Home Movies Christopher Nolan’s Much Anticipated “Interstellar” Has Secret Sunday Screening

And so the Oscar season is in full swing. Sunday night, five days before any press sees it, Paramount is screening the space soap “Interstellar” for an A List crowd. They’re hoping to pull off a “Gravity” type success.

Secret invites tout the appearances of director Christopher Nolan as well as producer Emma Thomas (aka Mrs. Nolan), Matthew McConaughey, Jessica Chastain, Anne Hathaway, Emma Thomas, and others at the AMC Lincoln Square IMAX theater followed by a swanky dinner at the ’21’ Club. No press allowed. In fact, Paramount is hopeful that no one will write, Tweet, or other wise communicate their feelings about “Interstellar” until November 6th– three days after the New York premiere.

The guest list is supposed to be hush hush, too, although paparazzi should be picking off names at both locations.

So what’s the story on “Interstellar”? A source I spoke to last week says it has, of course, “amazing” special effects, even better than “Gravity.” and it’s not even in 3D. Nolan fans who started with the brilliant, backwards-told “Memento” and who were able to figure out “Inception” will be knee deep in long essays by the day it opens.

(Watch the trailer: “Interstellar” sounds a little like what happened to Krypton before it exploded. Everyone has to leave Earth before it explodes. Maybe they wrap a baby up in a Prada blanket and send him into space.)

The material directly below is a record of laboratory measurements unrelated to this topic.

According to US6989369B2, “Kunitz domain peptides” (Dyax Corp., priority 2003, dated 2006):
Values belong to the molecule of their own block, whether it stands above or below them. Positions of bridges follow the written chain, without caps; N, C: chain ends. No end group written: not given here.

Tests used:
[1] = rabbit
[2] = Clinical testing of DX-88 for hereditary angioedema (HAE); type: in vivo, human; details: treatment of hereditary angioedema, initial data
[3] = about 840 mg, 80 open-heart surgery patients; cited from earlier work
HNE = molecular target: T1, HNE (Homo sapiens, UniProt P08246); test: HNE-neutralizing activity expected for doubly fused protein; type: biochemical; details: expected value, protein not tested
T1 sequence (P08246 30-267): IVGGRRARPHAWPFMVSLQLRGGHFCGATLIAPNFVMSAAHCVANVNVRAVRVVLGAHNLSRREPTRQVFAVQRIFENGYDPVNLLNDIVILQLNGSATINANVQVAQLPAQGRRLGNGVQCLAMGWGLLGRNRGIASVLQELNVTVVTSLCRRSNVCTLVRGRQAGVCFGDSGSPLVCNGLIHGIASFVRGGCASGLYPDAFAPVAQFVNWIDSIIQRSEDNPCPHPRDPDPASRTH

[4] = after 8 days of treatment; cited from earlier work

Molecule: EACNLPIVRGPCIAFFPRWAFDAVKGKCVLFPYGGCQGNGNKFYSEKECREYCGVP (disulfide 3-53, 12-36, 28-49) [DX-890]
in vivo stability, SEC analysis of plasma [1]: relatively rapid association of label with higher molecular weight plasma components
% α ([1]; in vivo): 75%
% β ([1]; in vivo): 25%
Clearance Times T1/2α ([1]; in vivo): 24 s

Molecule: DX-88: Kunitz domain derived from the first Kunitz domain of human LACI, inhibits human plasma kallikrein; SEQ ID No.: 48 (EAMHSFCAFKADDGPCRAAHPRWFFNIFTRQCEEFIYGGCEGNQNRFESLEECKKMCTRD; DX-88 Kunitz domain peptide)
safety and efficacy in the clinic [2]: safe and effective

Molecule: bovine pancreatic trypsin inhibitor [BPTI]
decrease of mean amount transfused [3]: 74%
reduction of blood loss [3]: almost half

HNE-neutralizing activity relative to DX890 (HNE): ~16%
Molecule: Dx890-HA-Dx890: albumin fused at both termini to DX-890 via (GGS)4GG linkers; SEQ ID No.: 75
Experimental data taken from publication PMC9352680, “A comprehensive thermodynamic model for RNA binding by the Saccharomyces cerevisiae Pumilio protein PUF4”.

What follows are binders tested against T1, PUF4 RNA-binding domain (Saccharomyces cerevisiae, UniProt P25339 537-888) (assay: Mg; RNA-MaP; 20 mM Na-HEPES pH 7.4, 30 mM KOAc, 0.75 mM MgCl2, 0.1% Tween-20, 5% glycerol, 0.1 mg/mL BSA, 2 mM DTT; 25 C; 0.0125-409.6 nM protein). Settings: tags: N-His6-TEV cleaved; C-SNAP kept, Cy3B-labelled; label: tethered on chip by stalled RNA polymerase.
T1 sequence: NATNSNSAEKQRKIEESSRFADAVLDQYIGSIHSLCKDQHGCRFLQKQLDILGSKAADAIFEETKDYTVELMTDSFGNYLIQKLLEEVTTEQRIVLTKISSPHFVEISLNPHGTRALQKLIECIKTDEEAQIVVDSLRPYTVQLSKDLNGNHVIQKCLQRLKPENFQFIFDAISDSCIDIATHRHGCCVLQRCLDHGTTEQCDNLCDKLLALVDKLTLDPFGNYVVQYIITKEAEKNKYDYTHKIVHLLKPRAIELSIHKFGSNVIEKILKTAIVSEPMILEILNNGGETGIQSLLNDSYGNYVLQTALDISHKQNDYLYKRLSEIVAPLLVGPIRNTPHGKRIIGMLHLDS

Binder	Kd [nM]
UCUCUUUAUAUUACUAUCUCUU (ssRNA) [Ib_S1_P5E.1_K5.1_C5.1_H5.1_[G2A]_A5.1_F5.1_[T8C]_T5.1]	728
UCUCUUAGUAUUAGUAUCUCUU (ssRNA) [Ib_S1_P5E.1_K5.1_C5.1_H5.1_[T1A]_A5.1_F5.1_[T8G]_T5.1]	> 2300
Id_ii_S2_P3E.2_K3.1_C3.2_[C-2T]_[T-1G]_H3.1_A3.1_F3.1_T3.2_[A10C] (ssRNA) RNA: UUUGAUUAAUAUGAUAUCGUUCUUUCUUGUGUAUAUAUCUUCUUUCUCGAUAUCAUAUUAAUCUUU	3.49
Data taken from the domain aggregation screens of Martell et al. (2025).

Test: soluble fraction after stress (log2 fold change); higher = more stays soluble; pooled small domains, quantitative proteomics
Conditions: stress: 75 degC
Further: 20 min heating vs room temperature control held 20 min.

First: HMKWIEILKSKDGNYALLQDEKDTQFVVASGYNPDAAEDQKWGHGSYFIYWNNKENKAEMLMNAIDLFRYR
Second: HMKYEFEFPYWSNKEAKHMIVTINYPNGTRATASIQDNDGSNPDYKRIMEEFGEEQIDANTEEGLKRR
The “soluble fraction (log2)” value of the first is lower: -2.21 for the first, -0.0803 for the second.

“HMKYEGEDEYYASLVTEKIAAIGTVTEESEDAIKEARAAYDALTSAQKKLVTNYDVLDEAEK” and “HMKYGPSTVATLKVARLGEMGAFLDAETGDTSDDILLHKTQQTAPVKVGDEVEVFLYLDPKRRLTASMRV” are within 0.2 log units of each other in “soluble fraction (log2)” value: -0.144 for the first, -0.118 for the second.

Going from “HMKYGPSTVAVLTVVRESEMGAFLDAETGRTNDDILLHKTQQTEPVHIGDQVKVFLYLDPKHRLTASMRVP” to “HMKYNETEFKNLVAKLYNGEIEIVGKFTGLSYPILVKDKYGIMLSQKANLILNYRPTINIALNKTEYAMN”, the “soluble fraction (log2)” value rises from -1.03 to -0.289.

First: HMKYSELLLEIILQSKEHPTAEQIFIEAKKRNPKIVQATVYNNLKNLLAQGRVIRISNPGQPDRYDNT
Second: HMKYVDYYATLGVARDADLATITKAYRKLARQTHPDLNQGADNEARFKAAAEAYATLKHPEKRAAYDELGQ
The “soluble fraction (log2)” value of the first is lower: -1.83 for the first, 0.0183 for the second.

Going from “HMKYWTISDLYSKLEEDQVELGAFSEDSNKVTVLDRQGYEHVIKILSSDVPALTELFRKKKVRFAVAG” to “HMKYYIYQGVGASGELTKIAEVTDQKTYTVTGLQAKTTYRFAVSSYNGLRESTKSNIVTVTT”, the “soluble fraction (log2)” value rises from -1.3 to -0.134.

The 169 minute movie– that’s 2 hours, 49 minutes– also features Casey Affleck, Matt Damon, Michael Caine, Ellen Burstyn, and the rarely seen  Wes Bentley. The powers that be are mounting a Best Actor campaign for Matthew McConaughey (who just won, so the likelihood is small), and Jessica Chastain for Best Supporting Actress (where she’ll tangle with the likes of Keira Knightley, Felicity Jones, Melissa McCarthy, Naomi Watts and so on). “It will get all the tech nominations and win them,” my source insists.

“Interstellar” is produced by Linda Obst, author of the Hollywood memoir with the best title ever: “Hello, He Lied.” That title just rings true for everyone if you’re a journalist trying to get a straight answer from anyone about anything in the film business. Obst really had it down, and that was in 1996.

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